In cold weather, energy needed to heat vehicle interiors can negatively impact EV range. Ford claims its engineers have found a solution—for delivery vehicles, at least.
As part of a research project with the European Commission, Ford engineers fitted an E-Transit deliver van with heated armrests, floor mats, door panels, and sun visors, as well as a heated panel below the steering wheel, the automaker explained in a press release. The engineers found that this method of heating surfaces could extend range compared to the conventional method of blowing hot air into the vehicle’s cabin.
Both heating methods require battery power, but engineers found that heating surfaces rather than air reduced energy consumption by 13%, which the automaker claims equates to a 5% increase in range based on real-world charging patterns.
Testing involved deliveries in and around Cologne, Germany, in summer and winter, on dry and wet roads, and in heavy rain and wind, according to Ford. Delivery service also meant doors and windows were opened frequently, meaning heat generated via the climate control was lost more quickly in cold weather, while heated surfaces tended to stay warm, the automaker noted.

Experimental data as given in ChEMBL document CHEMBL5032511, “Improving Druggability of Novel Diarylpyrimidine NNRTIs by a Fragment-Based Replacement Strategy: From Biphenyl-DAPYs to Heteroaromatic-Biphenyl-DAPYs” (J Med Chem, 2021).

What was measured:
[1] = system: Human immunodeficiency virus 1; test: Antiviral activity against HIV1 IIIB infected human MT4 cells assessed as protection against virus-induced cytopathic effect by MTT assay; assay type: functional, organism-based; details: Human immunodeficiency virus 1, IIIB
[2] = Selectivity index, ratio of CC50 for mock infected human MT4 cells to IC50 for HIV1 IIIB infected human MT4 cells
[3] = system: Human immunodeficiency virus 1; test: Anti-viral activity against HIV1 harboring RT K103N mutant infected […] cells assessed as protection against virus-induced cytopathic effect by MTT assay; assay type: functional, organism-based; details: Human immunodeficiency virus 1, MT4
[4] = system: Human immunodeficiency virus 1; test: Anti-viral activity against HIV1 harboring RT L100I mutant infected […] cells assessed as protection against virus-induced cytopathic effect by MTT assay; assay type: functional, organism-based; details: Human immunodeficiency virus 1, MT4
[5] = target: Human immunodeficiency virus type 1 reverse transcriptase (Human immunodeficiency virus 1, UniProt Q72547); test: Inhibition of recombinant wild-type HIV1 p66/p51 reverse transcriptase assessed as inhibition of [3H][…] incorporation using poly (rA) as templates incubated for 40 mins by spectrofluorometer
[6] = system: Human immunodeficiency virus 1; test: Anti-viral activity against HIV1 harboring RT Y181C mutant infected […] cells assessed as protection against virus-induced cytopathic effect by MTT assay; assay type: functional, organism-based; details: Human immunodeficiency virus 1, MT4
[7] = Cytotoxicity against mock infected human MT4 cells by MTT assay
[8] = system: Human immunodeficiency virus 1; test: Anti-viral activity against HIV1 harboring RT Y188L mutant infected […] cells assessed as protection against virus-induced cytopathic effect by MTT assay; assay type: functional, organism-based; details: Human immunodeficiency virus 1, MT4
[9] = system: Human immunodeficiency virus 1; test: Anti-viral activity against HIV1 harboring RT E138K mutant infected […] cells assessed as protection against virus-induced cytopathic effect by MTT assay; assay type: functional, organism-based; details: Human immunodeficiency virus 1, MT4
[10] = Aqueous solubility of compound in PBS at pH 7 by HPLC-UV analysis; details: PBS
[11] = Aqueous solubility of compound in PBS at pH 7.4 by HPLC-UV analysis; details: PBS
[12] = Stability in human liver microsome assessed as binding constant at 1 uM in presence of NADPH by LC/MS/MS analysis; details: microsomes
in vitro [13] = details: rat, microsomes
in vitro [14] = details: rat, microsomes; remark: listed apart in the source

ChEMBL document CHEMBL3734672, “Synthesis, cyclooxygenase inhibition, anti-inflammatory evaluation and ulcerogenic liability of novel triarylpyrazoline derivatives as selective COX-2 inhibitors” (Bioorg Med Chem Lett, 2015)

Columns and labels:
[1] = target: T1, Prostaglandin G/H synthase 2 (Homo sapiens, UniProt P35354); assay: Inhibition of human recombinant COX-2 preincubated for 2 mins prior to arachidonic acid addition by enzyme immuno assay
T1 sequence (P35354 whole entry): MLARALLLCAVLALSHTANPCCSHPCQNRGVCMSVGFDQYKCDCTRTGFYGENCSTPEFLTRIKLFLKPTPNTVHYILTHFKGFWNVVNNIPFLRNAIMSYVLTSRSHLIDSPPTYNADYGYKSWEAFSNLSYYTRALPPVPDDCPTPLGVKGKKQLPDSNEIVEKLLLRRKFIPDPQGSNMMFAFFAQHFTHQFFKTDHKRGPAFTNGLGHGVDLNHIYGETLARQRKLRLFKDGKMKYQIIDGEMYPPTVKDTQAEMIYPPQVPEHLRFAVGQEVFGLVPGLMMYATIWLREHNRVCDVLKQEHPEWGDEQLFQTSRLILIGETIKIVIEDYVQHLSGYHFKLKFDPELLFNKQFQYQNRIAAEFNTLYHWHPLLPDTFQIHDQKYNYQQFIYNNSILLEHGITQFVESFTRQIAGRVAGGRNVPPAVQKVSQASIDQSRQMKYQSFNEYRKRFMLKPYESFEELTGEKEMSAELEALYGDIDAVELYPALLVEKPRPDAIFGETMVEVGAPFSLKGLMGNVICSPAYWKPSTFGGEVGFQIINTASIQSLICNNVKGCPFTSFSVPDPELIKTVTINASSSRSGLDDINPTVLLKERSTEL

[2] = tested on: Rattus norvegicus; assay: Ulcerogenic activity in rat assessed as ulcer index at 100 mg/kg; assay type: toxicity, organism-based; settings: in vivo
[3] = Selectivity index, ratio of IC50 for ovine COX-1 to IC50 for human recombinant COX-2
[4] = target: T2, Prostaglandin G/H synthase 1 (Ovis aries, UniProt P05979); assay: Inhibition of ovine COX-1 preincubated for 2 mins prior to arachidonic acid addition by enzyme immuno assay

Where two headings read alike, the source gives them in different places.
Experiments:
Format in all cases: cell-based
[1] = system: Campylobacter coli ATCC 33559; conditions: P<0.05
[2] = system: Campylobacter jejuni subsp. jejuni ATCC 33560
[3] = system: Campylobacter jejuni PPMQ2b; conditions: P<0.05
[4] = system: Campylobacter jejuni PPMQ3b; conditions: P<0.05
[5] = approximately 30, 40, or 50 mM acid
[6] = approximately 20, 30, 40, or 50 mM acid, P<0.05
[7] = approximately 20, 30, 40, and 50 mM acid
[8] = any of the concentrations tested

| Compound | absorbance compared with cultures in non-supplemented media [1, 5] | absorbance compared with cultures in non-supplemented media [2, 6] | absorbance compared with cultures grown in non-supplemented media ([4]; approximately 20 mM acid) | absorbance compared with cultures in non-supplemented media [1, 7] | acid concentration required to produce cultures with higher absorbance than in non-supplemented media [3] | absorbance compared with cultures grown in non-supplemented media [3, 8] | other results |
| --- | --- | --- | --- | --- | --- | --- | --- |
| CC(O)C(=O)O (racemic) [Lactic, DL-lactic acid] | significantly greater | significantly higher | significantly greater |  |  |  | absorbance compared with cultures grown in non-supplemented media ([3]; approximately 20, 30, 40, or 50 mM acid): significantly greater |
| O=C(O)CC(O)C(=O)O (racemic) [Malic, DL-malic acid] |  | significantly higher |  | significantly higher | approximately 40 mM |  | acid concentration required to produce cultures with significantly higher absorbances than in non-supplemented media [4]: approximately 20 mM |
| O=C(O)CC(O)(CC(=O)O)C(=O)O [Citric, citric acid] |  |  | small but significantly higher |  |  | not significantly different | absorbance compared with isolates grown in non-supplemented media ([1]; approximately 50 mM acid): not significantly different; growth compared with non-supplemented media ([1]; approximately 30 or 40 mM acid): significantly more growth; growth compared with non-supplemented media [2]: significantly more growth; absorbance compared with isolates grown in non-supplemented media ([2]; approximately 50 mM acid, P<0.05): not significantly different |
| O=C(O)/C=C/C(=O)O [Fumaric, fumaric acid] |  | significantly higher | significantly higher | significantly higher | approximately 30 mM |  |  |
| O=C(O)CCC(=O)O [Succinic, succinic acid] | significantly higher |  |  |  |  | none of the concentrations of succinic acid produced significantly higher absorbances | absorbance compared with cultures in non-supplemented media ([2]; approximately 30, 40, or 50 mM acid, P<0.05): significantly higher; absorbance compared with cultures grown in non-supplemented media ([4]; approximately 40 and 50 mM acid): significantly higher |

While not exactly comparable to passenger-car use cycles, data from the test can be incorporated into range calculators used by commercial fleets to improve accuracy.
The automaker is also testing other potentially energy-saving features, including: a heat exchanger that uses water heat from the drive unit to heat a vehicle’s interior and/or battery pack, a battery cooling system and “smart fast charging” for battery pre-conditioning, eco-routing to maximize range will accounting for charging stops, and a powertrain conditioning function that optimizes temperatures for maximum efficiency.
Driven by the need to reduce the range drop in cold weather caused by heating, engineers at other automakers and suppliers have come up with a range of solutions—including heated seat belts. BMW has also experimented with infrared heat, which would be targeted to surfaces and even occupants, without heating the air in between.
Other automakers have settled on heat pumps as a net positive for cold-weather range—in most cases outweighing the additional complexity. Tesla is now putting them in its vehicles, and General Motors has said heat pumps in its EVs could give them a real-world range advantage.
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